Galley Wench Tales

Exploring the world through the people we meet
and the food they eat.

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Nikki the all-knowing cook at Georgetown library.

“Our shelves are bursting out at the seams,” she said.  “Kindles, you know.  It’s ok to take more books than you bring, just let me see what you’re taking first….” 
Georgetown’s library is a cruiser-friendly library / book exchange, open weekdays 10-12 am.  I was returning the just finished Bahamas multi-generation historical novel “Wind from the Carolinas,” on indefinite loan with a $20 deposit.  I snagged several Harlan Cobens, my latest easy reading guilty pleasure.  They got the nod.
“Do you have any Bahamian cookbooks?” I asked, hopefully,  “Especially with conch recipes.”
“Nikki’s a great cook,” one librarian said.  “Just ask her.”
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This book’s a keeper, for the history,
 illustrations and the recipes.

“Cookbooks are there,” Nikki pointed.  “Conch?  It takes some extra looking.  Mostly though, you just need to ‘beat the crap out of it,’” we finished the sentence together.
With some help, I found Dee Carstarphen’s charming “The Conch Book:  All You Ever Wanted to Know About the Queen Conch from Gestation to Gastromony, ” rife with woodcut-style illustrations and recipes.  There was even a white conch chowder” recipe, exactly what I was looking for!  It even gave pressure cooker times.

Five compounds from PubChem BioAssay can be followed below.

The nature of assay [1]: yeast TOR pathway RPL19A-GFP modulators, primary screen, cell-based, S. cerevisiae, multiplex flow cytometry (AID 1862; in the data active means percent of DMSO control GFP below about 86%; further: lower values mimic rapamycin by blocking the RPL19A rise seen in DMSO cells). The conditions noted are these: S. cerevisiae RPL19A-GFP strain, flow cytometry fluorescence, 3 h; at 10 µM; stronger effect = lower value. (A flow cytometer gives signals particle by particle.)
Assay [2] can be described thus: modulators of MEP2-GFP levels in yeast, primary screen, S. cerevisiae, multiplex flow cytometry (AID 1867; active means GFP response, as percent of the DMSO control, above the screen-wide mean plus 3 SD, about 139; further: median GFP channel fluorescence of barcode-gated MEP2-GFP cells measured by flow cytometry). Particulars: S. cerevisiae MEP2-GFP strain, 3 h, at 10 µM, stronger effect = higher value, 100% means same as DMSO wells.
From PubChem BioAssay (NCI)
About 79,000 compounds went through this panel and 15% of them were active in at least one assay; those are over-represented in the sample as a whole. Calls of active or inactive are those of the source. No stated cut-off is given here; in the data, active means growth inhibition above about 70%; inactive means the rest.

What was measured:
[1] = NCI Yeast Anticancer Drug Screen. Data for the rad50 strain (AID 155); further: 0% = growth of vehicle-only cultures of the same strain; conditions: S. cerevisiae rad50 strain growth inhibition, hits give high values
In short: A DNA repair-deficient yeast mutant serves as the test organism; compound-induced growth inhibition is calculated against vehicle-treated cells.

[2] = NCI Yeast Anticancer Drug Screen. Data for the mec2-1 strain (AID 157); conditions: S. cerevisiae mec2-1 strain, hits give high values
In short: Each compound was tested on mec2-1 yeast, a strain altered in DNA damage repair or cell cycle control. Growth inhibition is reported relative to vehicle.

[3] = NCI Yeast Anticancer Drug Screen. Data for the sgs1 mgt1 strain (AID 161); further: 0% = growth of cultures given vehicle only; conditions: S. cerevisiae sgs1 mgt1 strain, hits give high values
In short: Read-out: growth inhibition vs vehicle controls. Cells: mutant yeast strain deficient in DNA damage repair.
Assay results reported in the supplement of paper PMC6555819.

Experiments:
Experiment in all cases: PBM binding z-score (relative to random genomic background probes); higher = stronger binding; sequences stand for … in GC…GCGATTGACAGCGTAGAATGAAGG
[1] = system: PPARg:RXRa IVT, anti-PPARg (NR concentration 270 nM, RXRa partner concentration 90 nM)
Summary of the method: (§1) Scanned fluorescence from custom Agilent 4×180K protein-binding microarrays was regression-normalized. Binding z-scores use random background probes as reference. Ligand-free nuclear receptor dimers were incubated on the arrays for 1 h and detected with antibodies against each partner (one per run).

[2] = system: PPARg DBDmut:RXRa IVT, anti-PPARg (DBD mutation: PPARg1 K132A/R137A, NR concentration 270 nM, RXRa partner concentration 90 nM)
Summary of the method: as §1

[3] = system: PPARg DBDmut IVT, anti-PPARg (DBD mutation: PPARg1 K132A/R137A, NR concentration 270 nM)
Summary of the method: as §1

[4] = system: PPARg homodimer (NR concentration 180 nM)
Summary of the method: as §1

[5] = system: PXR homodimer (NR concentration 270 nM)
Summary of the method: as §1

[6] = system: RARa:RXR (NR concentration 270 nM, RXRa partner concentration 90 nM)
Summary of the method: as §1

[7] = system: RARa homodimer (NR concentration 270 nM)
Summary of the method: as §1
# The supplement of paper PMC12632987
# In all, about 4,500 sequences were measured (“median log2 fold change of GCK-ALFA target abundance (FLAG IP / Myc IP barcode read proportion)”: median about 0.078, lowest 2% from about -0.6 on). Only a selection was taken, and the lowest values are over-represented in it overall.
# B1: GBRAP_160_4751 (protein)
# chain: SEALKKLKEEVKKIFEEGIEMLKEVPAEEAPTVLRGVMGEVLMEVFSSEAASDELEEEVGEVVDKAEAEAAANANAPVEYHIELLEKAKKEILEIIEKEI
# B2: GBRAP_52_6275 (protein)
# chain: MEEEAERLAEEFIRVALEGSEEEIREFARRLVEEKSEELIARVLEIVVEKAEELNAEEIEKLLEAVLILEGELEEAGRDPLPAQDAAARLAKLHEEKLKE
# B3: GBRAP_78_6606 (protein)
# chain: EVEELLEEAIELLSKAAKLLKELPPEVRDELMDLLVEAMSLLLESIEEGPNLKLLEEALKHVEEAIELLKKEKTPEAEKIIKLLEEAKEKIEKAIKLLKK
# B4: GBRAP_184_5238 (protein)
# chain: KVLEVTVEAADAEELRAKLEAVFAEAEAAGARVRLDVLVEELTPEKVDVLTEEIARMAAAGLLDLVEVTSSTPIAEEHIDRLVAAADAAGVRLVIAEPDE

For $9 I bought about a cup of conch (about 3 small ones) in Georgetown, beat the crap out of them, and made a modified version of the chowder (more milk, more of the smoky bacon we got from Prime Island Meat & Deli) in a pressure cooker, saving about 40 minutes over traditional stovetop cook time.

Charming woodcut style illustrations are interspersed
throughout “The Conch Book”

We weren’t that hungry, but there were no leftovers.  Thumbs up, all the way around, including from Wayne’s Dad and his wife Gunnel, currently visiting.
“Now you gotta catch some of those conch yourself,” Wayne teased.  Like our fresh-caught mahi mahi, he is fast becoming a fresh-caught seafood convert.
If only my hunter-gatherer skills were as good as my galley prowess.  There’s no where to go but up.  Maybe Wayne’s Dad will lend us at least magic fishing touch on his visit.  Fingers crossed.

No photos of the end result for this white conch
chowder recipe.  We devoured it too quickly!

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These conch piles are scattered throughout the Bahamas.
This one’s at Stocking Island, across from Georgetown.

Location Location

Pre-posted March 14, 2014 from Georgetown, Exumas, Bahamas, Stocking Island roughly N23.31.877 W75.46.377 just off Chat and Chill / VolleyBall Beach.  However, by the time you read this, we’re not sure if we’ll working our way up or back down the Exumas chain with Wayne’s folks (who arrived eve March 11th) until we bid Wayne’s folks a fond adieu March 19th in Georgetown.